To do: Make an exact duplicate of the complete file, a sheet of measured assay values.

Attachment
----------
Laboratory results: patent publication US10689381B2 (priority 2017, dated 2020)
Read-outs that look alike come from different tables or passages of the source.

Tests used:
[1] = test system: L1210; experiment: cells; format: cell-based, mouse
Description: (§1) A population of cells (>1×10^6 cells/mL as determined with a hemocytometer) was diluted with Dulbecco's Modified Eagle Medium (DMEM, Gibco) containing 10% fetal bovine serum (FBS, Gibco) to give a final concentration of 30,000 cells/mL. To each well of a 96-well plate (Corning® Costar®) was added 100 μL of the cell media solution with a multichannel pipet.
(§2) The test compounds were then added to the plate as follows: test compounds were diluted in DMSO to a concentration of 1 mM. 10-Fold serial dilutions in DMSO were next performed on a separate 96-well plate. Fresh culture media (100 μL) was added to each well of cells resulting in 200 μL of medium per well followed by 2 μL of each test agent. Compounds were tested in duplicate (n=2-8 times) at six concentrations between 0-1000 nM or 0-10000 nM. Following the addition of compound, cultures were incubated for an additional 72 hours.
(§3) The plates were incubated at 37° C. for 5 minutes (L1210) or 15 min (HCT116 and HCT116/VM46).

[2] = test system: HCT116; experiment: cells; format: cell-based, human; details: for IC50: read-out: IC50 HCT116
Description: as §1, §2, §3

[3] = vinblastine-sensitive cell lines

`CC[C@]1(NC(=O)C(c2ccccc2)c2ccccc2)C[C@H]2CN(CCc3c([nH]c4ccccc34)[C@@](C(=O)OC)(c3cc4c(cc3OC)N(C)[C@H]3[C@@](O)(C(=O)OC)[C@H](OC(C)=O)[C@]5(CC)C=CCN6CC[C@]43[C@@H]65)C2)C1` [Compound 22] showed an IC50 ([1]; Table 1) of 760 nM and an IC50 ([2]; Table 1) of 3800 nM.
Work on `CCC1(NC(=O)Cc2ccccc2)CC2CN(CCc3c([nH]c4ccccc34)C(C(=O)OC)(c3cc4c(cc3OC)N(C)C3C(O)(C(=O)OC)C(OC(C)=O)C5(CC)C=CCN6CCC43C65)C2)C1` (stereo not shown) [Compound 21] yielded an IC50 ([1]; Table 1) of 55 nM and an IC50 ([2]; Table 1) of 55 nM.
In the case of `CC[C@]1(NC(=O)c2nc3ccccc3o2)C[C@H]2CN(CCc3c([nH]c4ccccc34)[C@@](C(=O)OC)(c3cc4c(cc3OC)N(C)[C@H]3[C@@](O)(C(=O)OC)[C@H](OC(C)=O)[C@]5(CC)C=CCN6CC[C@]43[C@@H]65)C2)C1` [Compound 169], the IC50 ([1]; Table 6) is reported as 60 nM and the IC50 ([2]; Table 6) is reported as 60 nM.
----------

Laboratory results: patent publication US10689381B2 (priority 2017, dated 2020)
Read-outs that look alike come from different tables or passages of the source.

Tests used:
[1] = test system: L1210; experiment: cells; format: cell-based, mouse
Description: (§1) A population of cells (>1×10^6 cells/mL as determined with a hemocytometer) was diluted with Dulbecco's Modified Eagle Medium (DMEM, Gibco) containing 10% fetal bovine serum (FBS, Gibco) to give a final concentration of 30,000 cells/mL. To each well of a 96-well plate (Corning® Costar®) was added 100 μL of the cell media solution with a multichannel pipet.
(§2) The test compounds were then added to the plate as follows: test compounds were diluted in DMSO to a concentration of 1 mM. 10-Fold serial dilutions in DMSO were next performed on a separate 96-well plate. Fresh culture media (100 μL) was added to each well of cells resulting in 200 μL of medium per well followed by 2 μL of each test agent. Compounds were tested in duplicate (n=2-8 times) at six concentrations between 0-1000 nM or 0-10000 nM. Following the addition of compound, cultures were incubated for an additional 72 hours.
(§3) The plates were incubated at 37° C. for 5 minutes (L1210) or 15 min (HCT116 and HCT116/VM46).

[2] = test system: HCT116; experiment: cells; format: cell-based, human; details: for IC50: read-out: IC50 HCT116
Description: as §1, §2, §3

[3] = vinblastine-sensitive cell lines

`CC[C@]1(NC(=O)C(c2ccccc2)c2ccccc2)C[C@H]2CN(CCc3c([nH]c4ccccc34)[C@@](C(=O)OC)(c3cc4c(cc3OC)N(C)[C@H]3[C@@](O)(C(=O)OC)[C@H](OC(C)=O)[C@]5(CC)C=CCN6CC[C@]43[C@@H]65)C2)C1` [Compound 22] showed an IC50 ([1]; Table 1) of 760 nM and an IC50 ([2]; Table 1) of 3800 nM.
Work on `CCC1(NC(=O)Cc2ccccc2)CC2CN(CCc3c([nH]c4ccccc34)C(C(=O)OC)(c3cc4c(cc3OC)N(C)C3C(O)(C(=O)OC)C(OC(C)=O)C5(CC)C=CCN6CCC43C65)C2)C1` (stereo not shown) [Compound 21] yielded an IC50 ([1]; Table 1) of 55 nM and an IC50 ([2]; Table 1) of 55 nM.
In the case of `CC[C@]1(NC(=O)c2nc3ccccc3o2)C[C@H]2CN(CCc3c([nH]c4ccccc34)[C@@](C(=O)OC)(c3cc4c(cc3OC)N(C)[C@H]3[C@@](O)(C(=O)OC)[C@H](OC(C)=O)[C@]5(CC)C=CCN6CC[C@]43[C@@H]65)C2)C1` [Compound 169], the IC50 ([1]; Table 6) is reported as 60 nM and the IC50 ([2]; Table 6) is reported as 60 nM.